When the voices in my head got so loud they needed to be heard I sat down and wrote a Young Adult story. I thought that was where my voice was so I gave it all I had. My first manuscript was quickly hashed out and revised at least eight times. I proudly sent it off to six different publishers and sat back waiting for the postie to pass my gate every day with good news.
The rejections flowed in. I was upbeat at first but after the last one I was devastated. Everyone liked my story and I had already completed book two and was onto book three. I couldn’t understand where I had gone wrong. I used the services of an editor as well as a critique group so it was a major blow to my confidence.
Neither of us made it to the top twenty one but the contest taught me a lot. I had a good voice, my hero was a little bit too alpha but he was redeemable. I had some lovely comments about 'The Farmer Wants a Wife.' I was glad I had made the effort.
Maybe this is the genre I should be writing I thought.
I went back to the computer and after thinking about it I started another story. I wasn’t ready to turn Magnus into the nice guy. I still loved him as an overbearing rich hunk who was used to getting exactly what he wanted on his terms.
So I wrote about Libby, the single struggling mum who finds herself the new owner of not one but two outback stations. Taming the Outback was submitted to Mills and Boon and rejected. I found it hard to understand what I was doing wrong.
One night I ranted on Facebook. Not entirely professional but I was frustrated. "Yes you have a great voice but this story is not developed enough." How many times was I going to hear this?
What did that mean? I asked my dear Facebook family and got many answers. I was still none the wiser though until I got a message from a freelance editor Annie Seaton. She asked me a few questions and offered to look at my work.
The next day she told me what I was doing wrong. Nothing major, but obviously enough to mark me as a new writer. Another rewrite of Taming and it was ready to submit.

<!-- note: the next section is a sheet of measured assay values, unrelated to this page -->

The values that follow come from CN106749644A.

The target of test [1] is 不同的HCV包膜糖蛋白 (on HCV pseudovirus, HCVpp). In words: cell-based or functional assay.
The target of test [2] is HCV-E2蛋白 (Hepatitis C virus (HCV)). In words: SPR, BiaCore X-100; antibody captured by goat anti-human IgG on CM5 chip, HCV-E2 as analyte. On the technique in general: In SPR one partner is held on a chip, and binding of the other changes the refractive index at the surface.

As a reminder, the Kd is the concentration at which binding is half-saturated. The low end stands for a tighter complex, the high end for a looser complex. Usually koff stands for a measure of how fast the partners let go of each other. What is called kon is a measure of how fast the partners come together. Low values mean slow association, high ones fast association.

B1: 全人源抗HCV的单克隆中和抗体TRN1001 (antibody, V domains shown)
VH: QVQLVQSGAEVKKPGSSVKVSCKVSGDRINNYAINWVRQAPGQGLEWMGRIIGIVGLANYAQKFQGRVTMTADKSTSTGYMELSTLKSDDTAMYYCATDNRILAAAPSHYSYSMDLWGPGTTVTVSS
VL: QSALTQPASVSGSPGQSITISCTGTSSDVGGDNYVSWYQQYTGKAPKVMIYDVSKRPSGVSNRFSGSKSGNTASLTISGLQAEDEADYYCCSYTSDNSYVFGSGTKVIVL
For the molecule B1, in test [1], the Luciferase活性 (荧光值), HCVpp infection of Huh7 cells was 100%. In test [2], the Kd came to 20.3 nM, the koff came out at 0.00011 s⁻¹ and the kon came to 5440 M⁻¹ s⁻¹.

This time I decided to try different publishers that seemed to be doing well, had great writers and I submitted to eight in total. That’s when the email stalking started. If anyone tells you it’s a fallacy --don’t believe them. I checked mine every few minutes, sad but true. Within twenty-four hours I had three contracts sitting on my desk. I was over the moon and I'm sure everyone could hear me screaming. Thank God for Annie.
Before I accepted the Breathless Press offer, I emailed a few of their writers to make sure I was signing with the right publishing house. They were only too pleased to help out. The publisher is always available and my editor is awesome. She is making me a better writer and I appreciate the help every day.
What happened to my young adult you might ask. Well, I had trouble letting it go so I sent it to Annie. She in turn sent it to a freelance editor in USA who deals with primarily this genre. Apparently, and they both agree, this is where my voice is. I was shocked because of the rejections earlier but after working with an editor who knows her stuff I understand where I went wrong and how to fix it.
Witchling is due out in time for Christmas in print and ebook and Changling, book two in the series has just contracted. Book three and four are almost complete. Lycaon Press are a new but innovative publishing house with an experienced team and I'm enjoying working with them as one of their early authors.
Do you ever ask yourself 'Is it worth it to enter a competition? There are people so much better at writing than me.'
If I hadn’t entered the New Voices Competition in 2011, I never would have had the success I have had so far. Eventually, maybe but I think I would have struggled. I believe things are meant to be and happen for a reason. It is my feeling that all of the rejections and consequent contacts I have made would not have happened as they did.
Give it a go next time round. What have you got to lose?
You can find Ann on Facebook https://www.facebook.com/annb.harrison.7 or at her website http://www.annbharrison.com/